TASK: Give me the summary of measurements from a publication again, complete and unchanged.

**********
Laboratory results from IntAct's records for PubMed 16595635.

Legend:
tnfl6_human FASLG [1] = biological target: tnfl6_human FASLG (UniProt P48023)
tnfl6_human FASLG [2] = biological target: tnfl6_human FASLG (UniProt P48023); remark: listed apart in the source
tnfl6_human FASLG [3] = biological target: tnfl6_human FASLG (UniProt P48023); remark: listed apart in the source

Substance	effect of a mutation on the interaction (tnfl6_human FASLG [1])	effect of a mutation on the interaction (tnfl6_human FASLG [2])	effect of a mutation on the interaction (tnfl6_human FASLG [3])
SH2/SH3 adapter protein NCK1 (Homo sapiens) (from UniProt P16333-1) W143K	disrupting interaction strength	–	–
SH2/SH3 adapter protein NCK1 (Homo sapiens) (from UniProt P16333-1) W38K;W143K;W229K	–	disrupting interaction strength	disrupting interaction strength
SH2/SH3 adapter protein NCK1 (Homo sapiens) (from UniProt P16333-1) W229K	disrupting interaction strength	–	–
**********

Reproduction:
Laboratory results from IntAct's records for PubMed 16595635.

Legend:
tnfl6_human FASLG [1] = biological target: tnfl6_human FASLG (UniProt P48023)
tnfl6_human FASLG [2] = biological target: tnfl6_human FASLG (UniProt P48023); remark: listed apart in the source
tnfl6_human FASLG [3] = biological target: tnfl6_human FASLG (UniProt P48023); remark: listed apart in the source

Substance	effect of a mutation on the interaction (tnfl6_human FASLG [1])	effect of a mutation on the interaction (tnfl6_human FASLG [2])	effect of a mutation on the interaction (tnfl6_human FASLG [3])
SH2/SH3 adapter protein NCK1 (Homo sapiens) (from UniProt P16333-1) W143K	disrupting interaction strength	–	–
SH2/SH3 adapter protein NCK1 (Homo sapiens) (from UniProt P16333-1) W38K;W143K;W229K	–	disrupting interaction strength	disrupting interaction strength
SH2/SH3 adapter protein NCK1 (Homo sapiens) (from UniProt P16333-1) W229K	disrupting interaction strength	–	–